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Monday, March 31, 2008

Comics Legend Mort Walker

(A Suspended Animation "classic" from 1998.)

Mort Walker is the most popular and prolific cartoonist in history, although no single comic strip earned him that amazing honor.

Born in El Dorado, Kansas in 1923 and raised in Kansas City, Walker received only a handful of art lessons before finding work as an editor for Dell Publications. But it was his service in the infantry during WW II that would ignite his creative juices. That's when that lazy, no-good goof-off Beetle Bailey enlisted in Walker's army of bumbling officers and sexy secretaries.

Walker had already established himself as a gag cartoonist for magazines when, in 1950, Beetle became the first of his many successful comic strips. In fact, Beetle originally debuted as "Spider" in The Saturday Evening Post magazine.

It wasn't long before others would join the ranks.

Walker also wrote Hi and Lois (1954-- ), a gentle family strip that often reverses the nuances and cliches of earlier strips.

Mort's and Jerry Dumas' Sam's Strip (1961-'63) lovingly poked fun at the history, icons and characters in other comic strips.


Walker also wrote Mrs. Fitz's Flats, and wrote and drew the funny animals of Boner's Ark starting in 1968.

He won the Reuben Award for Beetle in 1953, wrote several children's books, was an editor for Hallmark greeting cards and produced advertising art. He also founded the Museum of Cartoon Art in Greenwich, Connecticut.

Walker's work has appeared in: Comics Reading Library (King, #s 2, 3, 11, 13, 1973-'79); Giant Comic Album (King, 1972); Beetle Bailey (Western & various publishers, 1952-'80); Beetle Bailey (Harvey Comics 1992-- ); Hi & Lois (Deli 4- Color #s 683, 775, 955; Charlton, 1969-'71) and Sarge Snorkel (Charlton, 1976).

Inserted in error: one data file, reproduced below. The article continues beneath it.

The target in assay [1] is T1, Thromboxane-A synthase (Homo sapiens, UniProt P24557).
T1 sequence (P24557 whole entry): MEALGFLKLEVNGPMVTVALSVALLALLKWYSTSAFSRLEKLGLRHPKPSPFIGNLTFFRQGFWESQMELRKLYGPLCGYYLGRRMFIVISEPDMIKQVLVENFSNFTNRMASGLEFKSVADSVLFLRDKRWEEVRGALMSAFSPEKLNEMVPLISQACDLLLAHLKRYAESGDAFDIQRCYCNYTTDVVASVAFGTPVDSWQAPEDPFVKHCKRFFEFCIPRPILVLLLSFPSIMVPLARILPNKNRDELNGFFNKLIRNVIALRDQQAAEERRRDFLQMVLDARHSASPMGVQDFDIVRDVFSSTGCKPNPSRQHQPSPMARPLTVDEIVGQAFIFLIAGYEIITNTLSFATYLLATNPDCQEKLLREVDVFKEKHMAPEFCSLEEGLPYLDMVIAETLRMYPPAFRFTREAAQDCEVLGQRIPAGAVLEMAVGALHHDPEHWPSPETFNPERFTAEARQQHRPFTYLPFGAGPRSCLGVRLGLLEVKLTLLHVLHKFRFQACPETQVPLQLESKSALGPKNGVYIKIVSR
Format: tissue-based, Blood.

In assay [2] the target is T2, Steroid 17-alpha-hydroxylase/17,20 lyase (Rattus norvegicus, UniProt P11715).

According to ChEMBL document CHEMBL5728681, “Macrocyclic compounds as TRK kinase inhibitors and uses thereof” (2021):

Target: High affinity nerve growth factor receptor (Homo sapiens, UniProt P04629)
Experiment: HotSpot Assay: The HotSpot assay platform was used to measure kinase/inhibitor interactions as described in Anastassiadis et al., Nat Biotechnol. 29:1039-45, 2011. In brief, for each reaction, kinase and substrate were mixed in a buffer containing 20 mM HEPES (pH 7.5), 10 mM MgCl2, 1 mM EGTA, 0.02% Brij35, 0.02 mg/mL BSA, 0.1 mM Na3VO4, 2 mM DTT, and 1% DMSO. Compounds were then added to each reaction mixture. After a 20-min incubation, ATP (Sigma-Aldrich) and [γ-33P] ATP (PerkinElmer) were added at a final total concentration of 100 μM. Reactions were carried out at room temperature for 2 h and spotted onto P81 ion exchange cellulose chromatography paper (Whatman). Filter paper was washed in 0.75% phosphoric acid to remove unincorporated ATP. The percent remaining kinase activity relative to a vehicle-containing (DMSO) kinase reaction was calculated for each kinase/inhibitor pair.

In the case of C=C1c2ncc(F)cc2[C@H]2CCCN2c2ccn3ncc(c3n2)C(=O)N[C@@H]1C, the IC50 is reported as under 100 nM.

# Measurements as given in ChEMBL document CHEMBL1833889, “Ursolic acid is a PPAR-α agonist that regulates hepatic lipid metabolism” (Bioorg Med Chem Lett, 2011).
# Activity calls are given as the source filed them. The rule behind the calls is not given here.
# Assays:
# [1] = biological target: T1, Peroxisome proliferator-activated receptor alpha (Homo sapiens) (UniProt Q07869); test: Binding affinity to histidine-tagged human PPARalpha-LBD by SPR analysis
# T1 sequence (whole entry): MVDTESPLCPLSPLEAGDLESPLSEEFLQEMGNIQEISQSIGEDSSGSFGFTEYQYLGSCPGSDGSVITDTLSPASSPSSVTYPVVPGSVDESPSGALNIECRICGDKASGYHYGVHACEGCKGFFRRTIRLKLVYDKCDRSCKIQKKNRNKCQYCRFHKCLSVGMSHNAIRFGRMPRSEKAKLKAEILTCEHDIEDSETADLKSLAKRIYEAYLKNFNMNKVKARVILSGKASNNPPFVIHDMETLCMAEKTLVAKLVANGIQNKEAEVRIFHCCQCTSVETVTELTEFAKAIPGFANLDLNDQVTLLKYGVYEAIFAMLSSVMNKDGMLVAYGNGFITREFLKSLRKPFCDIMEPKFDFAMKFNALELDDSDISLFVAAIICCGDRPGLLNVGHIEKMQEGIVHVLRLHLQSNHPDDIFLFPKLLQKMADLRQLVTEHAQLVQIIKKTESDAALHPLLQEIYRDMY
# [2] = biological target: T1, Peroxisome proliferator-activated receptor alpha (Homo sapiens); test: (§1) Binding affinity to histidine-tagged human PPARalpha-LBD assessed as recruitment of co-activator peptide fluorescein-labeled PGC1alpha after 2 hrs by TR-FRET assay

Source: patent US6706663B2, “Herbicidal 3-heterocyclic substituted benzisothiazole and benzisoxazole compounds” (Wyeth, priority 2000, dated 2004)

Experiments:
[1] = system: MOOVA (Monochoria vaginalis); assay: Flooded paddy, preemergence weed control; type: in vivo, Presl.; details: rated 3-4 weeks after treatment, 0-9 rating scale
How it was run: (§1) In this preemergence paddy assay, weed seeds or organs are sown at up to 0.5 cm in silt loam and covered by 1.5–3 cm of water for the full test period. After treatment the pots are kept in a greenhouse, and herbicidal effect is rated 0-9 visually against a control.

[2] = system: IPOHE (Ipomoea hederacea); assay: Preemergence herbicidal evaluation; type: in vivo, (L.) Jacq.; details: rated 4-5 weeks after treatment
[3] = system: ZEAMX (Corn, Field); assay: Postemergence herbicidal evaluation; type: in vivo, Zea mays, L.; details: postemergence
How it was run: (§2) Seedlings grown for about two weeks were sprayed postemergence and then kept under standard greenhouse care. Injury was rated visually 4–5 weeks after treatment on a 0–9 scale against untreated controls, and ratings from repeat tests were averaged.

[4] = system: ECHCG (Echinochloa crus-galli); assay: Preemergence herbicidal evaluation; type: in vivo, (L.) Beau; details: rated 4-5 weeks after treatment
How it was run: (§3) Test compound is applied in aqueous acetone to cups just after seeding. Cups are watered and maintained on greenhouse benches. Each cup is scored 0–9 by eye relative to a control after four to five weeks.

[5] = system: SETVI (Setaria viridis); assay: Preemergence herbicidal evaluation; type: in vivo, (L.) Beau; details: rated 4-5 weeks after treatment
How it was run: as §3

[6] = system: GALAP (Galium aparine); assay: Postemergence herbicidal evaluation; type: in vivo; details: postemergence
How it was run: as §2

Many anthology collections of Hi & Lois, Beetle Bailey and Sam's Strip have been published.

Mort Walker's work is highly recommended. Some older titles are expensive and difficult to locate. Price guides or comics dealers help. Comics shops, conventions, mail order companies and trade journals are best sources. Prices vary; shop around for the best values.

Michael Vance

Comic Book Amalgams

(A Suspended Animation "classic" from 1998.)


In 1996, the crossover series Marvel vs. DC spawned twelve issues of "Amalgam Comics" in which the superheroes and villains of two publishers merged. Now a new group of twelve very different issues has appeared. Their quality is uneven and there are contradictions with the first 1996 series.

The two best issues are Challengers of the Fantastic and Thorion of the New Asgods. All original sources stem from the work of artist Jack Kirby (DC's Challengers of the Unknown and Marvel's Fantastic Four titles form the first hybrid; DC's Orion of the New Gods character merges with Marvel's Thor titles.). There is a fundamental strength in Kirby's concepts regardless of the publisher.

The Challengers story involves a confrontation with Galactiac (villains Galactacus and Brainiac) and ends with an impending attack from villain Dr. Doomsday. The outcome of such a battle would be interesting. The most interesting variation in this story is Ben "Rocky" Grimm whose conversion into the superhero The Thing is significantly different from Kirby's original version.

The Thorion story suffers from an unfortunate name as its only major flaw. This new story seems very faithful to Kirby and embraces his race of Celestials from Marvel's Eternals title.

Little can be said in defense of Lobo the Duck or Generation Hex. Even avid fans of the original characters will find this hard to accept.

The other eight titles have several good points. DC's Sgt. Rock soldier now leads Marvel's Howling Commandos in support of Amalgam's Super Soldier (Superman/Captain America). Iron Man merges with Green Lantern to become Iron Lantern. Marvel's Brood and DC's Brother Blood merge to fight the X-Patrol ("X- Men" plus "Doom Patrol").

If there are future Amalgams, tighter editorial control in needed. There is potential for some good storytelling.

Oklahoma Cartoonists Collection Pictures

Take a gander at some great Action Figure Museum and O.C.C. photos on this Flikr site. You'll be glad you did!